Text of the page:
We instruct to only cut the marked X on the top of your block to try and force the mushrooms to concentrate all of their energy into growing at the one area with the most resources, i.e. moisture and oxygen. When we remove a larger area of plastic, the block is less protected and so it dries out easier - the plastic does a lot to retain moisture in the block between you misting it. As well, if a wide area is exposed to oxygen, the block may decide to start many 'pin' bundles to start growing mushrooms from, which will spread out the resources, producing smaller bundles of mushrooms.

It does happen that sometimes the block wants to start growing elsewhere than where we tell you to cut, sometimes you can see a new bunch of pins trapped under the plastic towards the sides, so we instruct that you can cut the X larger only to let the area where you see growth starting to not be trapped by taught plastic, but don't cut open too large an area of plastic.

Knowing when is the right time to harvest mushrooms comes from experience - everything from its shape, colour, texture and smell can indicate the optimal time. We give a day range on the front of your box to give you a rough estimate of when your mushrooms will hit their peak from the experince we have with growing a lot of mushrooms.

The exact time is based on it's reproductive cycle - mushrooms open their caps wider to expose more of their underside so they can drop spores, which contain their genetic information and carry on the wind to new innoculation sites. The best time to harvest mushrooms is just before they drop their spores, which is when they are at their peak physical texture of plump, juicy, firmness - they might not be at their biggest at this moment, but bigger is not always better with mushrooms, textural qualities decline as they get overgrown. We try to give guidance based mainly on shape as the 'closedness' or 'openness' of caps is a direct attribute of this cycle. Trying to catch the mushrooms at the mid point between too early and late is the art of observation that comes with experience.

Blue & Golden Oysters and Chestnut mushrooms have traditional curled, concave caps that will flatten out and flip upwards into convex caps as they grow past their peak, harvest after you can see more of the gills shown under the caps. Pink oysters grow more like a rose, with tightly bundled 'petal' caps that have a curled lip that uncurls with age, and the tight packed shaped of the head loosens out into more of an open blooming flower, but the colour is sometimes a better indcator with Pink Oysters - a deep salmon colour is ideal, the paler is gets, the older it is. Harvest just as the head 'blooms' into a more open shape and turns from deep salmon to a rose pink. Lion's mane is a different shape altogether, with a puffy head of 'teeth' instead of gills and caps, and the sign of a prime lion's mane is when the teeth are about 1-2mm long and the white head doesn't yet show signs of yellowing. Harvest when the teeth reach that length.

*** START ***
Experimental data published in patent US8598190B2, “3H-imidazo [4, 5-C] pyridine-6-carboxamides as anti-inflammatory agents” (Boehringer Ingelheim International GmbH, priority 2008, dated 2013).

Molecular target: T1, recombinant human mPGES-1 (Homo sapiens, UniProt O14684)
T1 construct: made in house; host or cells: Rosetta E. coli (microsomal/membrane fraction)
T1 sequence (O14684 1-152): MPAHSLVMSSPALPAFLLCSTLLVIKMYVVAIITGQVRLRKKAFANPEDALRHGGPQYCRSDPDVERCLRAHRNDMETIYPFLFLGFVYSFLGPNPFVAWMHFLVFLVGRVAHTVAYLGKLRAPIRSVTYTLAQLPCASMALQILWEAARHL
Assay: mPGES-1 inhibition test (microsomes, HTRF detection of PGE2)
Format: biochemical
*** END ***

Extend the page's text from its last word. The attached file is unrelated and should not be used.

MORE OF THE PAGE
Mushrooms don't show much signs of life for the first 40% of thier growth cycle, so don't expect explosive action right away. Once you start to see solid 'pins' or clusters of baby mushrooms, there's a good chance it will grow to maturity if given the ideal conditions.

If you've reached your harvest range posted on the font of your box and it's still not looking ready, it may be a sign that the conditions given were not ideal for the mushrooms, including not enough humidity or too much humidity, too cold or hot, or too much moving air drying it out. Dry conditions produce leather-y, discoloured caps, and smaller yields; overly wet conditions give slimy caps & mushy textures. With experience, you can intuit the mushroom’s needs.

If you're not seeing any pins at all by 60% of the time until your harvest range (eg. Day 5 of 8), the conditions are either very unideal (typically not humid enough) or there is growth happening where you can't see. It can help to take the block out of the box and look through the plastic to try and find other areas where pins might have started forming. We try to direct the mushroom by cutting the bag to give it oxygen at the place we want it to grow, but sometimes they have a mind of their own, and stunt themselves in a corner where they cannot grow. You can cut the plastic here in another X shape, turn that side to face upwards in the box, and return to the misting routine to try and resume progress.

If nothing much happens at all, refer to our Grows Good Moneyback Guarantee FAQ to see how we will make it right for you!

Our mushroom species are all non-toxic to household pets, so if your furry friend gets interested in them, nothing will happen to them. In our experience, neither cats nor dogs have ever shown interest in our mushrooms, they don't really perceive it as a food, so they don't really care to nibble them.